The two Australian radio hosts behind a prank call gone royally awry may not face legal action after all.
The deputy police commissioner in New South Wales said he believed that the DJs would not be prosecuted by Scotland Yard for a radio stunt that may have prompted the suicide of a London-based nurse, according to the Daily Telegraph in Sydney. The police official based his supposition on the fact that British authorities have not asked for further information on the incident, nor have they asked to question the duo.
“There was some initial contact after [the nurse’s] death, but not a lot since,” Nick Kaldas told the Telegraph. “And because of the passage of time, we believe it is unlikely any charges will be laid.”
On Dec. 4, Mel Greig and Michael Christian called London’s King Edward VII Hospital, where the pregnant Catherine, Duchess of Cambridge, aka Kate Middleton, was being treated for severe morning sickness. The hosts put on a phony English accent and pretended to be Queen Elizabeth II and Prince Charles. Much to their surprise, the nurse on duty, Jacintha Saldanha, put them through to a nurse, who provided details about Middleton’s condition.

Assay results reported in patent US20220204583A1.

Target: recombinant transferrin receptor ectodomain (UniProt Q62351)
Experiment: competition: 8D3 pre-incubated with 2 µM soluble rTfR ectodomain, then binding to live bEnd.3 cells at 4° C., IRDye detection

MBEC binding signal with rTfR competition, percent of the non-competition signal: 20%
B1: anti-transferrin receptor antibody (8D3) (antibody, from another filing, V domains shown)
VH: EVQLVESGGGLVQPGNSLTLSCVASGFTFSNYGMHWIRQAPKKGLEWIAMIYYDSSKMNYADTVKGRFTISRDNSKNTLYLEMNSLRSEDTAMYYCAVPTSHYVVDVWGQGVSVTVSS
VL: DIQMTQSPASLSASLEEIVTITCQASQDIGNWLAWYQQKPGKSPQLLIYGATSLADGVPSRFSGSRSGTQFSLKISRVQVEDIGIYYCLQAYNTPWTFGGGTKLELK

Police later found Saldanha dead of an apparent suicide. Her family said she was humiliated by the widely reported incident. Last week, however, the Indian Express in New Delhi reported that Saldanha had made two prior suicide attempts and was admitted to a hospital in the Indian city of Mangalore for a depressive disorder in December of last year.
As IBTimes noted this month, some legal experts believe the radio hosts may have broken multiple laws with the prank, including a provision in the U.K.’s Data Protection Act that prohibits anyone from obtaining or disclosing personal records. Penalties include a fine of up to $6,464 each. The radio station 2Day FM, where the hosts worked, could also be held liable for airing the segment without the nurse’s permission. The station has a reputation in Australia for outlandish on-air stunts.
Greig and Christian were suspended indefinitely following Saldanha’s suicide and the ensuing backlash. Both hosts have expressed severe remorse over the incident, even breaking down in tears on an Australian talk show.
The pranksters may not be completely out of the woods, however. According to BBC News, Scotland Yard submitted a file on the incident to the U.K.’s Crown Prosecution Service on Dec. 19, which was still under consideration as of Friday.
Christopher Zara covers media, culture, entertainment and the arts. He joined IBTimes in June 2012. From 2005 to 2012, he served as managing editor of Show Business, a trade...